We are pleased to offer for sale this One Dollar Bill Silver Certificate STAR NOTE NO MOTTO Series 1935 US Currency Good or Better. These $1 Silver Certificates are nice original bills which grade good or better. These $1 Silver Certificates were redeemable for silver dollars or silver bullion up until 1964. These notes are STAR NOTES NO MOTTO from Series 1935 (random pick our choice 1935, 1935-A through G). Each bill comes in a currency sleeve for protection. These $1 Silver Certificates will make a nice addition to any currency collection!
Information on these Silver Certificate Series 1935 One Dollar Bills
In 1929 all US Currency was changed to its current modern size. Silver Certificates as well as Legal Tender Notes were the first small sized $1 bills issued. The series 1935 bill can be differentiated from past series by its completely redesigned reverse. The reverse was changed from the so called "Funny Back" style to the style we know today featuring the Eye of Providence Pyramid and Bald Eagle. One additional change was made to the reverse during the 1935G Series. The motto "IN GOD WE TRUST" was inserted on the reverse of the bill above the large centered "ONE". This created two versions of the 1935G series bill - one "with motto," and one "without motto" (the 1935 Series A-F all do not have the motto, and all of Series 1935H have the motto).
While the reverse was newly designed, the obverse maintained its original appearance with these slight changes:
* The use of a cropped version of the George Washington portrait previously featured on large size $1 Silver Certificates
* The blue numeral 1 was changed to gray and made smaller.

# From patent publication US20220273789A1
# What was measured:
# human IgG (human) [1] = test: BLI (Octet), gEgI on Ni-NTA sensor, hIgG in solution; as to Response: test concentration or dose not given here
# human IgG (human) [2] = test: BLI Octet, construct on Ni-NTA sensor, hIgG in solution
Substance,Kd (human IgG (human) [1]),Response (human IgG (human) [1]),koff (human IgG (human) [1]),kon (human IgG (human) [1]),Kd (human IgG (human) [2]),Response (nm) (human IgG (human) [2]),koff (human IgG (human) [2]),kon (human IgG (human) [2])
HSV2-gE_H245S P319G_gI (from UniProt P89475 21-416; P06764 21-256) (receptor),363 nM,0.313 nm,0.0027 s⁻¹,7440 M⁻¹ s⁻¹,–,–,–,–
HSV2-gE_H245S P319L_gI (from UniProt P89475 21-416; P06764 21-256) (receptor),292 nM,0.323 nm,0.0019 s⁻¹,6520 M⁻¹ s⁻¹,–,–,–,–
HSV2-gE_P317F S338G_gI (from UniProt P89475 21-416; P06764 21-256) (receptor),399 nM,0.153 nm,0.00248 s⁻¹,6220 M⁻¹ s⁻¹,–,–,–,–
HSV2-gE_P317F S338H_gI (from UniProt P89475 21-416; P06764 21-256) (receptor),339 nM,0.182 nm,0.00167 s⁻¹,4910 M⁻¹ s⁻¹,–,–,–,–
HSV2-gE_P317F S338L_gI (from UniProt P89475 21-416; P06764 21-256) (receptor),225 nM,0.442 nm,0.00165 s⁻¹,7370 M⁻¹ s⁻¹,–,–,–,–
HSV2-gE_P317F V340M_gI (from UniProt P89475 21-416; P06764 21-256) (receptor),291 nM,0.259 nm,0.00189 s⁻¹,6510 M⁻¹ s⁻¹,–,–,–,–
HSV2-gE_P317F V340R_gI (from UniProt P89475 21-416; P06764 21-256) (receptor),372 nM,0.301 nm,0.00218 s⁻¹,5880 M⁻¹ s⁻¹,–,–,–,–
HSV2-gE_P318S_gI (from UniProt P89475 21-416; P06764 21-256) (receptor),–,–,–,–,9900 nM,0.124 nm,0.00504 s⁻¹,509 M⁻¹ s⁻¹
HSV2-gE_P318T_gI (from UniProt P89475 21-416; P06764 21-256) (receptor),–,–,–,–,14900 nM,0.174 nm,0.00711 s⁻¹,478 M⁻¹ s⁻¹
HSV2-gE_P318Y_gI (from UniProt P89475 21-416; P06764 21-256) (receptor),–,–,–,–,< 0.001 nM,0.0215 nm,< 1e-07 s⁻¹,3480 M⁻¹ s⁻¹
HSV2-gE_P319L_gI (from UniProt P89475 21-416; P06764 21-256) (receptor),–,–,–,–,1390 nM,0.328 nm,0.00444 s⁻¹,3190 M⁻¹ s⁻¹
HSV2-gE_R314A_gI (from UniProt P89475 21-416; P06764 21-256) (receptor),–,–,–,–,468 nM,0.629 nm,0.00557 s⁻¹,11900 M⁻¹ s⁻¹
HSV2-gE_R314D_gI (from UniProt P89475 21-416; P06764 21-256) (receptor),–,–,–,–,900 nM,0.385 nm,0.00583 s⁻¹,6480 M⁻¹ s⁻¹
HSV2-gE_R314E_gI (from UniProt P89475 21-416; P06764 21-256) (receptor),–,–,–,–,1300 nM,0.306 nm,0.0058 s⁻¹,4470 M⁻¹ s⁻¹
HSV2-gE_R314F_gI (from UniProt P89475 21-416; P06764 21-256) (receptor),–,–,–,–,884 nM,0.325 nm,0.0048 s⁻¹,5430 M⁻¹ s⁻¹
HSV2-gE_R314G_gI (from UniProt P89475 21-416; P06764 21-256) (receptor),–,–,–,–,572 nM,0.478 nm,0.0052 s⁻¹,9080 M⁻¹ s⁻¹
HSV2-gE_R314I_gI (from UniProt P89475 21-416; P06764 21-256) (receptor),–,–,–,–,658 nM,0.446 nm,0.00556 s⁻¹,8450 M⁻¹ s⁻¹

* The gray "ONE" to the right was removed.
* The treasury seal was made smaller and superimposed by "WASHINGTON D.C."
* A stylized "ONE DOLLAR" was added over the treasury seal
What is a Star Note?
A Star Note is a bank note minted to replace a defective note that was not fit for circulation. The Bureau of Engraving and Printing (BEP) uses these Star Notes to ensure that the correct amount of currency is created. The BEP does not replicate the exact serial numbers of the defective bills, rather a separate run of notes (with their own sequential serial numbers) is created to mint the exact number of discarded notes. These Replacement Star Notes are marked with a distinctive symbol, a "star" that is placed adjacent to the serial number. On Legal Tender Notes and Silver Certificates the star is where the prefix (first letter) of to the serial number would be. On Federal Reserve Notes the star is where the block letter (the last letter) of the serial number would be.
Historically, Star Notes were also used for the 100,000,000th note in a series, the last note in the block of serial numbers (the numbering machines could not print over 8 digits). Star Notes are no longer used for this. Star Notes occasionally replaced notes from a different series, as well.
The number of Star Notes produced for a series depends on the number of printed bills found to be defective. The BEP currently prints Star Notes in maximum runs of 3.2 million (100,000 sheets of 32 notes each). The runs are often significantly smaller depending on how many Star Notes are needed. So what is the value of a Star Note? The smallest run sizes produce the rarest, and potentially most valuable, Star Notes!
What is a Silver Certificate?
Silver Certificates were United States Currency authorized in the Act of Congress of February 28, 1878 and issued through 1964. Large size Silver Certificates were issued through 1923 and then the currency changed to the small or modern size we use today. Silver Certificates all have distinguishing blue seals. Silver Certificates could be exchanged for silver dollars or silver bullion. The Silver Law of 1963 changed this, discontinuing redemption for silver dollars in 1964; then silver bullion in 1968 (based on silver price of $1.29 per ounce). Small size Silver Certificates have been issued in $1, $5, and $10 denominations.
Small size $1 Silver Certificates were printed in multiple series: 1928, 1928 A through E, 1934, 1935, 1935 A through H, 1957, 1957 A and B. $5 Silver Certificates were also printed in multiple series: 1934, 1934 A through D, 1953, 1953 A through C. $10 Silver Certificates were printed in multiple series as well: 1933, 1933 A, 1934, 1934 A through D, 1953, 1953 A and B.
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